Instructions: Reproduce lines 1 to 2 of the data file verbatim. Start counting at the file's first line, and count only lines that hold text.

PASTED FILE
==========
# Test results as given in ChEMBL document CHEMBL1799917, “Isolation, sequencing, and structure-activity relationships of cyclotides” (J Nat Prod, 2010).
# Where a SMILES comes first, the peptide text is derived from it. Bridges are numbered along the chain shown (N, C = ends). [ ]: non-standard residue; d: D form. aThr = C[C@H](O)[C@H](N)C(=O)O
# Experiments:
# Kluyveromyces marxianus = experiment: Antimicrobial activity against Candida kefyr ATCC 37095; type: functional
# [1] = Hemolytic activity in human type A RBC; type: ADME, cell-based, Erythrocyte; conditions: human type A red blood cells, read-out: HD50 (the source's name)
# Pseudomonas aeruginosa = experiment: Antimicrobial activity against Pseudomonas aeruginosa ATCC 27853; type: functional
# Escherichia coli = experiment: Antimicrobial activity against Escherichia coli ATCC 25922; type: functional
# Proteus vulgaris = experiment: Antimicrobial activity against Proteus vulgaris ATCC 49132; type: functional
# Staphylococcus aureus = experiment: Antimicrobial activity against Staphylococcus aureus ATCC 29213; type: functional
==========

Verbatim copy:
# Test results as given in ChEMBL document CHEMBL1799917, “Isolation, sequencing, and structure-activity relationships of cyclotides” (J Nat Prod, 2010).
# Where a SMILES comes first, the peptide text is derived from it. Bridges are numbered along the chain shown (N, C = ends). [ ]: non-standard residue; d: D form. aThr = C[C@H](O)[C@H](N)C(=O)O